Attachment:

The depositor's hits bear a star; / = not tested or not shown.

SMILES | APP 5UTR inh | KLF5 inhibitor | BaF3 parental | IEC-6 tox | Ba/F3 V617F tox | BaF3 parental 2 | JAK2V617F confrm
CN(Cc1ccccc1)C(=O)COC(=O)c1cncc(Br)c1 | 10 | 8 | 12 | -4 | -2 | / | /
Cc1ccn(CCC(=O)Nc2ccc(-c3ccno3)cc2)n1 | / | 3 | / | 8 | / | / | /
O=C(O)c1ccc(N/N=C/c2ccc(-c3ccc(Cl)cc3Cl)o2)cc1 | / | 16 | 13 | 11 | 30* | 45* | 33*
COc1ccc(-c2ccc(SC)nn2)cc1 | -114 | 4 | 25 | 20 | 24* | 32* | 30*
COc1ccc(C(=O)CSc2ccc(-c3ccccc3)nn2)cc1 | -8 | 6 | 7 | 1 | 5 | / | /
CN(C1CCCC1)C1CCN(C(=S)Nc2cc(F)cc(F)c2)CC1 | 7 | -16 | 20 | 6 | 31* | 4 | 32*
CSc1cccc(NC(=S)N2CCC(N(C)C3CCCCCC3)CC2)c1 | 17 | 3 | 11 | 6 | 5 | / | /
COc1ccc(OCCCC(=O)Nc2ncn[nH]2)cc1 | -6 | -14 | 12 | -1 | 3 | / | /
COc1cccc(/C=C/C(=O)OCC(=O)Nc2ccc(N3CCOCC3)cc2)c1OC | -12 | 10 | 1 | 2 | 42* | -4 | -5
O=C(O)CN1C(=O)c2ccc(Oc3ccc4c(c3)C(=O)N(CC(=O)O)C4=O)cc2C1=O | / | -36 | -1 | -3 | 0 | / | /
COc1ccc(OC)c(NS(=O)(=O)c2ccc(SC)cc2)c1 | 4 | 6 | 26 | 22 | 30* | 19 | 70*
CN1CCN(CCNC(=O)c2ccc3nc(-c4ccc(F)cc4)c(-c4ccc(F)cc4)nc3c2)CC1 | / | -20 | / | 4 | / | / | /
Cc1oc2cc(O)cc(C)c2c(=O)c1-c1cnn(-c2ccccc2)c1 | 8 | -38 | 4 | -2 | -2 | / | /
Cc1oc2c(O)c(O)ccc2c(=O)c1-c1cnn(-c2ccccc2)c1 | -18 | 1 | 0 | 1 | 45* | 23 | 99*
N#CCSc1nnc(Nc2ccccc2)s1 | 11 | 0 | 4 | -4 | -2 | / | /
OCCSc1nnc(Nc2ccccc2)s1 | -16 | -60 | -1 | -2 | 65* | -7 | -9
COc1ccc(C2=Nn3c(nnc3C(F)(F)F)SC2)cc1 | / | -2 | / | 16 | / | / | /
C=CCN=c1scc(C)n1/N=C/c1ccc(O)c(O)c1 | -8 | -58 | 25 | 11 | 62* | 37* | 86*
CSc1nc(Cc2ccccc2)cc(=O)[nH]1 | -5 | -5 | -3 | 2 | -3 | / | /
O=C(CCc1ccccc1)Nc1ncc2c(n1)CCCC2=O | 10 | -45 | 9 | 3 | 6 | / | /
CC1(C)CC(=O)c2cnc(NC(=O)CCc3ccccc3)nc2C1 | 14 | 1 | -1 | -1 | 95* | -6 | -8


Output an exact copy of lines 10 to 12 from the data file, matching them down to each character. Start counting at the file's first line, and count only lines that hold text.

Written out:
COc1ccc(OCCCC(=O)Nc2ncn[nH]2)cc1 | -6 | -14 | 12 | -1 | 3 | / | /
COc1cccc(/C=C/C(=O)OCC(=O)Nc2ccc(N3CCOCC3)cc2)c1OC | -12 | 10 | 1 | 2 | 42* | -4 | -5
O=C(O)CN1C(=O)c2ccc(Oc3ccc4c(c3)C(=O)N(CC(=O)O)C4=O)cc2C1=O | / | -36 | -1 | -3 | 0 | / | /